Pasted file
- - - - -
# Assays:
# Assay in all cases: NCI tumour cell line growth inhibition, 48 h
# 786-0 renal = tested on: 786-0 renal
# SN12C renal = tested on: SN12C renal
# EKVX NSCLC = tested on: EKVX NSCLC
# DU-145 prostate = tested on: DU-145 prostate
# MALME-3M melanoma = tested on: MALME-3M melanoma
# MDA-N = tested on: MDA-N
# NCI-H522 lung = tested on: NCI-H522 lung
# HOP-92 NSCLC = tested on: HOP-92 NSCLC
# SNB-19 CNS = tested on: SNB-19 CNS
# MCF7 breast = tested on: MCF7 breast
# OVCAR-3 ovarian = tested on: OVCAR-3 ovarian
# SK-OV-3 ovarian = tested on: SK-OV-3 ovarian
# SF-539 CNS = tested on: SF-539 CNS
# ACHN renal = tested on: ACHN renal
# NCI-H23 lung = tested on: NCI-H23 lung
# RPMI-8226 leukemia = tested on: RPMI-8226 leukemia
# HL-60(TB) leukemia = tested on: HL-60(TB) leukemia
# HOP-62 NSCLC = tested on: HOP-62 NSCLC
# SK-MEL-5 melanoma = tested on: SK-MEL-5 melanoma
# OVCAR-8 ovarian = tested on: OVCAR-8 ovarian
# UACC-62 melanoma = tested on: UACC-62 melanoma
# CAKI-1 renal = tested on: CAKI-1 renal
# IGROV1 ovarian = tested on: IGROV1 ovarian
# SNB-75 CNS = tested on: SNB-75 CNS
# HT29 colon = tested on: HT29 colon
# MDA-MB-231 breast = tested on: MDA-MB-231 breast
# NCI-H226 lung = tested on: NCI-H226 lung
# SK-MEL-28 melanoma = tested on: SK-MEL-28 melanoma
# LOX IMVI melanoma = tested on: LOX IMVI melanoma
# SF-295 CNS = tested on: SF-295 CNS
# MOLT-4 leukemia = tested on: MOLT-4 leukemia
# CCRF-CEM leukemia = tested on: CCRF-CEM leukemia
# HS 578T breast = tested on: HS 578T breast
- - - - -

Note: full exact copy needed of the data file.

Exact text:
# Assays:
# Assay in all cases: NCI tumour cell line growth inhibition, 48 h
# 786-0 renal = tested on: 786-0 renal
# SN12C renal = tested on: SN12C renal
# EKVX NSCLC = tested on: EKVX NSCLC
# DU-145 prostate = tested on: DU-145 prostate
# MALME-3M melanoma = tested on: MALME-3M melanoma
# MDA-N = tested on: MDA-N
# NCI-H522 lung = tested on: NCI-H522 lung
# HOP-92 NSCLC = tested on: HOP-92 NSCLC
# SNB-19 CNS = tested on: SNB-19 CNS
# MCF7 breast = tested on: MCF7 breast
# OVCAR-3 ovarian = tested on: OVCAR-3 ovarian
# SK-OV-3 ovarian = tested on: SK-OV-3 ovarian
# SF-539 CNS = tested on: SF-539 CNS
# ACHN renal = tested on: ACHN renal
# NCI-H23 lung = tested on: NCI-H23 lung
# RPMI-8226 leukemia = tested on: RPMI-8226 leukemia
# HL-60(TB) leukemia = tested on: HL-60(TB) leukemia
# HOP-62 NSCLC = tested on: HOP-62 NSCLC
# SK-MEL-5 melanoma = tested on: SK-MEL-5 melanoma
# OVCAR-8 ovarian = tested on: OVCAR-8 ovarian
# UACC-62 melanoma = tested on: UACC-62 melanoma
# CAKI-1 renal = tested on: CAKI-1 renal
# IGROV1 ovarian = tested on: IGROV1 ovarian
# SNB-75 CNS = tested on: SNB-75 CNS
# HT29 colon = tested on: HT29 colon
# MDA-MB-231 breast = tested on: MDA-MB-231 breast
# NCI-H226 lung = tested on: NCI-H226 lung
# SK-MEL-28 melanoma = tested on: SK-MEL-28 melanoma
# LOX IMVI melanoma = tested on: LOX IMVI melanoma
# SF-295 CNS = tested on: SF-295 CNS
# MOLT-4 leukemia = tested on: MOLT-4 leukemia
# CCRF-CEM leukemia = tested on: CCRF-CEM leukemia
# HS 578T breast = tested on: HS 578T breast